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2008 Mazda5 GT
The language in their response show they are young or immature. They provide NOTHING of substance, just a bunch of blanket statements... I agree, in general, that camber is not the issue with this car. It is dynamic toe going into extreme due to worn bushing coupled with worn shocks. If these are fixed and you are DDing with no intent of dialing alignment, they are not necessary. However, having them allows you to alter the dynamic toe range to keep it out of the extreme to prevent scrubbing.

Are they at least Mz3 owners or have experience with this particular arm design (SPC makes a whole lot of other “types” of arms which cannot be compared)?? It sounds more like they have no respect for a family car (anything but a “sports” car). In my eyes, these arms are a very simple construction which is great. The only way it can fail are due to 1) physically break/crack (highly doubt, unless you set it wrong as in exceeding the A:B gap, then this is user error, see warning in step 8) 2) the busing fail early (possible since it IS aftermarket, time will tell but it look/felt good to me, I also like that SPC bushing are supposedly softer/forgiving like OEM) 3) the lock nut or pinch bolt does not hold (highly unlikely, lock nut is a lock nut and the pinch bolt does not require much force, see step 9). Disclaimer: I only have mind on for ~7 months.

BTW, I just realized the instructions answered your own questions ;). But again, the ability to reach the nut is a different question.
7. Install tire and wheel assembly and lower vehicle.
8. Adjust camber by turning large 32mm adjusting nut until desired camber is reached.
Warning: The gap between the large adjusting nut and the outer end of the arm should
not exceed 12.7mm (1/2”). See Fig #1. Exceeding the range of adjustment of these arms
may cause the arm to fail and void warranty.
9. Tighten small pinch bolt and nut to 20 lb-ft. Tighten jamb nut tightly against
adjuster nut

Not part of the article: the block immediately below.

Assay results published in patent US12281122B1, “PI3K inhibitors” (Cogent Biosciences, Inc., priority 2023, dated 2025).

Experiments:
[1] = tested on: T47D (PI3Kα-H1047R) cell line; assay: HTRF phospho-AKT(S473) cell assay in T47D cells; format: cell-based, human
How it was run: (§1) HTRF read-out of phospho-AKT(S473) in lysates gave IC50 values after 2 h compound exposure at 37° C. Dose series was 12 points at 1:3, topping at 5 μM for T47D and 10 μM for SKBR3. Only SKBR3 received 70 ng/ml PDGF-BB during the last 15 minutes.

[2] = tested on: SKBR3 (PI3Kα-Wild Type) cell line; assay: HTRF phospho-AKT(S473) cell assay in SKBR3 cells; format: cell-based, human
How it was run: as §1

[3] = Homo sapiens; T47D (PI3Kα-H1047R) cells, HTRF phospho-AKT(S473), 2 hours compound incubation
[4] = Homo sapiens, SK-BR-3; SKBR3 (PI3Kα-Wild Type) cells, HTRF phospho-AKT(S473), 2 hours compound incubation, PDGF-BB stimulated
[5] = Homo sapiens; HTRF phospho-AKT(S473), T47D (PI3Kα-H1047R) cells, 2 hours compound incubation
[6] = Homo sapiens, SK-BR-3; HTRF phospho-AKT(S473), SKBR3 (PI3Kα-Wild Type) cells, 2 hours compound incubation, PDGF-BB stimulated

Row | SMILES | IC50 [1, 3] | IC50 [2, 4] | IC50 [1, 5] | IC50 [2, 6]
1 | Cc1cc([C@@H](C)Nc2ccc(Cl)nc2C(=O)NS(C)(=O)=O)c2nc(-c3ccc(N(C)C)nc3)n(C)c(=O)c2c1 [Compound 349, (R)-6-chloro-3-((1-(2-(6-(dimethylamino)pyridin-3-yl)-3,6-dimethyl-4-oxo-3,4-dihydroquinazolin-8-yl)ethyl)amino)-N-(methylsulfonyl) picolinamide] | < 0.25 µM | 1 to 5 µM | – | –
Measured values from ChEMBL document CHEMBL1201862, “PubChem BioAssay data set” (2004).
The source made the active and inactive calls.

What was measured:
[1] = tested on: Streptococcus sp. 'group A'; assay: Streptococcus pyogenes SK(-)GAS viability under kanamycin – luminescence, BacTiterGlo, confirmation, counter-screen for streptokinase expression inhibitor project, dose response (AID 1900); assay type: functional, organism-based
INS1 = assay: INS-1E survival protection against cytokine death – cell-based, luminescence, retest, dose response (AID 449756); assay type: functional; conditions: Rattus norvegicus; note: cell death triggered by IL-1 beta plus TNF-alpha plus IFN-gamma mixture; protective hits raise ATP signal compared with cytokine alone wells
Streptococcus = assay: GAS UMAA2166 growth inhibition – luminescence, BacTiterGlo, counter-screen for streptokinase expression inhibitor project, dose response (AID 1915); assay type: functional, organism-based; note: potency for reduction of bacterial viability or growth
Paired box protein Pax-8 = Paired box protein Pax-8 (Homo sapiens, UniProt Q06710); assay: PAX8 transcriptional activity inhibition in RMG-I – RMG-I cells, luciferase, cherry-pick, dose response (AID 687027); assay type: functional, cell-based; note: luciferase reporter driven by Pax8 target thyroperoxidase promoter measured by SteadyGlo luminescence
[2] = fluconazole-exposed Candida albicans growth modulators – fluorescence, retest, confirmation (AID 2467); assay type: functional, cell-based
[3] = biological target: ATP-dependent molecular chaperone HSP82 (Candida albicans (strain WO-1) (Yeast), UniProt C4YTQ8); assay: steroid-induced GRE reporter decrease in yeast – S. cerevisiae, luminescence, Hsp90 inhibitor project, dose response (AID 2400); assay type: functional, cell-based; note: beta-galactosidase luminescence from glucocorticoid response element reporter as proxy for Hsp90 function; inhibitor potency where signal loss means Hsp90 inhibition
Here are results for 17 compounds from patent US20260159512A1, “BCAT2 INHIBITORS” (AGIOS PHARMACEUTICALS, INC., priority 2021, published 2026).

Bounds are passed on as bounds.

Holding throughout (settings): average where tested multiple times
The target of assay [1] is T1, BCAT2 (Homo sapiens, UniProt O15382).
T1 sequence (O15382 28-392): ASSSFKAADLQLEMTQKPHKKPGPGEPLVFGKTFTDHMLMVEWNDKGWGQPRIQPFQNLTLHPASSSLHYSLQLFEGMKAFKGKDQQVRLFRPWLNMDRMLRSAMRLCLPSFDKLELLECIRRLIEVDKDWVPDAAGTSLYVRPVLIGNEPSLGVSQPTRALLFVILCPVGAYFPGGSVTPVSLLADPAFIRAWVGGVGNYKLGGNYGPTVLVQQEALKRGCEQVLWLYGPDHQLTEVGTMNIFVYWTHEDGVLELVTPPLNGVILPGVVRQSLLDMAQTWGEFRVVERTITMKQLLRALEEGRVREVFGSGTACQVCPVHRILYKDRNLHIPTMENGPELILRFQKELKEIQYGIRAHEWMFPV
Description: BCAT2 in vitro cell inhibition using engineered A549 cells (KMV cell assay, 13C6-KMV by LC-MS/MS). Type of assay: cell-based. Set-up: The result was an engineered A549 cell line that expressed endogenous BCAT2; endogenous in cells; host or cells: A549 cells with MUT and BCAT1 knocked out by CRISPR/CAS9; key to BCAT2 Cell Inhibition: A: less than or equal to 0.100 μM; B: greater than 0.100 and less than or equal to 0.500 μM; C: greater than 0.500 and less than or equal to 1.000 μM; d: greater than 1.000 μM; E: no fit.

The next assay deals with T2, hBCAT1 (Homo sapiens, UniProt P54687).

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2006 Mazda5 Touring
To answer your question Moe Drama, you may not need to go all the way crazy as Dave is. The lateral links all by themselves are probably not the source of your clunking, but they may be one of a number of small things that ARE adding up to a clunk. While you are under the car take a close look at your trailing arm bushings and be sure that they are OK, check your springs, make sure that the upper and lower seats (rubber isolators) are in place, not rotted, crooked, or worst missing. Your rear sway bar bushings and end links are another likely culprit in the rear suspension for knocking and clunking. If any one, or two of these things is going on then your lateral links have likely had a lot of stress put on them and will most likely then need to be replaced. Conversely, replacing the lateral links but leaving the other issues un-addressed will not solve your clunking.
 
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Mazda 5 GT 2009
To answer your question Moe Drama, you may not need to go all the way crazy as Dave is. The lateral links all by themselves are probably not the source of your clunking, but they may be one of a number of small things that ARE adding up to a clunk. While you are under the car take a close look at your trailing arm bushings and be sure that they are OK, check your springs, make sure that the upper and lower seats (rubber isolators) are in place, not rotted, crooked, or worst missing. Your rear sway bar bushings and end links are another likely culprit in the rear suspension for knocking and clunking. If any one, or two of these things is going on then your lateral links have likely had a lot of stress put on them and will most likely then need to be replaced. Conversely, replacing the lateral links but leaving the other issues un-addressed will not solve your clunking.
Thanks for the input, i'll jack it up and have look at that stuff. The sway bar bushings and links looked ok but ill give them a solid wiggle to check this time. We do load up the 5 and tow a fibreglass camper a few times a year and i'd like to upgrade any weak links under there if possible.
 
Well that was short-lived. *sigh*. Never even got around to putting the front FSDs on there. Front suspension was going to be a spring project.

What a waste of time and money. Totaled. No idea how the hell she managed to pull this off.

2008 Grand Touring, purchased brand new. New trans put in about a year ago.

 
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Well that was short-lived. *sigh*. Never even got around to putting the front FSDs on there. Front suspension was going to be a spring project.

What a waste of time and money. Totaled. No idea how the hell she managed to pull this off.

2008 Grand Touring, purchased brand new. New trans put in about a year ago.

I know this is a old thread, but how did the rear end "finish up" ride wise? I ask because i just bought a 14 Grand Touring and i notice how stiffish the suspension is, so i was going to upgrade it. Any thoughts would be great.....

Also any known issues i should look out for would be great, thanks in advance...